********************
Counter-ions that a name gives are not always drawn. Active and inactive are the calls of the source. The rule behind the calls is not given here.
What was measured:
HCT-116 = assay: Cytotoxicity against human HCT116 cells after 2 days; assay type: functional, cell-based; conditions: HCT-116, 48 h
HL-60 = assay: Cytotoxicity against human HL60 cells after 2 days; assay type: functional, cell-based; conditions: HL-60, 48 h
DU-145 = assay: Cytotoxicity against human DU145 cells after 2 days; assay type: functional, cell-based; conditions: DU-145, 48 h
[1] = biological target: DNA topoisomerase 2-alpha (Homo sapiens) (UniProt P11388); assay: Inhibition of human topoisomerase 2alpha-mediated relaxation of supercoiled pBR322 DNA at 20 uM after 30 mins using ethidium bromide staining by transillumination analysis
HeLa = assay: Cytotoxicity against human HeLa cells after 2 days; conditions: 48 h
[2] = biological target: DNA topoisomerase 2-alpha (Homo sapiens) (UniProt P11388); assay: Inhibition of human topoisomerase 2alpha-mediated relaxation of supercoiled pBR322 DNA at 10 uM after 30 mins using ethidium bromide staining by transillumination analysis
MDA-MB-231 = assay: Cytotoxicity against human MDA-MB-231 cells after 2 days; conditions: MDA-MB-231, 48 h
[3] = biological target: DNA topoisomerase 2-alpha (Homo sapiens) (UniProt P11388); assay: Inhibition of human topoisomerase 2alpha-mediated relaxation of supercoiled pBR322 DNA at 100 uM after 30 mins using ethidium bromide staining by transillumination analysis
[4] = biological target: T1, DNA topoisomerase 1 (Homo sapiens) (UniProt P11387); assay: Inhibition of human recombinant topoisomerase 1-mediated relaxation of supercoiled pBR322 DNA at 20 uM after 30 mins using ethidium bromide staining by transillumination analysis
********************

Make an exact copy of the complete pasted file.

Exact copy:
Counter-ions that a name gives are not always drawn. Active and inactive are the calls of the source. The rule behind the calls is not given here.
What was measured:
HCT-116 = assay: Cytotoxicity against human HCT116 cells after 2 days; assay type: functional, cell-based; conditions: HCT-116, 48 h
HL-60 = assay: Cytotoxicity against human HL60 cells after 2 days; assay type: functional, cell-based; conditions: HL-60, 48 h
DU-145 = assay: Cytotoxicity against human DU145 cells after 2 days; assay type: functional, cell-based; conditions: DU-145, 48 h
[1] = biological target: DNA topoisomerase 2-alpha (Homo sapiens) (UniProt P11388); assay: Inhibition of human topoisomerase 2alpha-mediated relaxation of supercoiled pBR322 DNA at 20 uM after 30 mins using ethidium bromide staining by transillumination analysis
HeLa = assay: Cytotoxicity against human HeLa cells after 2 days; conditions: 48 h
[2] = biological target: DNA topoisomerase 2-alpha (Homo sapiens) (UniProt P11388); assay: Inhibition of human topoisomerase 2alpha-mediated relaxation of supercoiled pBR322 DNA at 10 uM after 30 mins using ethidium bromide staining by transillumination analysis
MDA-MB-231 = assay: Cytotoxicity against human MDA-MB-231 cells after 2 days; conditions: MDA-MB-231, 48 h
[3] = biological target: DNA topoisomerase 2-alpha (Homo sapiens) (UniProt P11388); assay: Inhibition of human topoisomerase 2alpha-mediated relaxation of supercoiled pBR322 DNA at 100 uM after 30 mins using ethidium bromide staining by transillumination analysis
[4] = biological target: T1, DNA topoisomerase 1 (Homo sapiens) (UniProt P11387); assay: Inhibition of human recombinant topoisomerase 1-mediated relaxation of supercoiled pBR322 DNA at 20 uM after 30 mins using ethidium bromide staining by transillumination analysis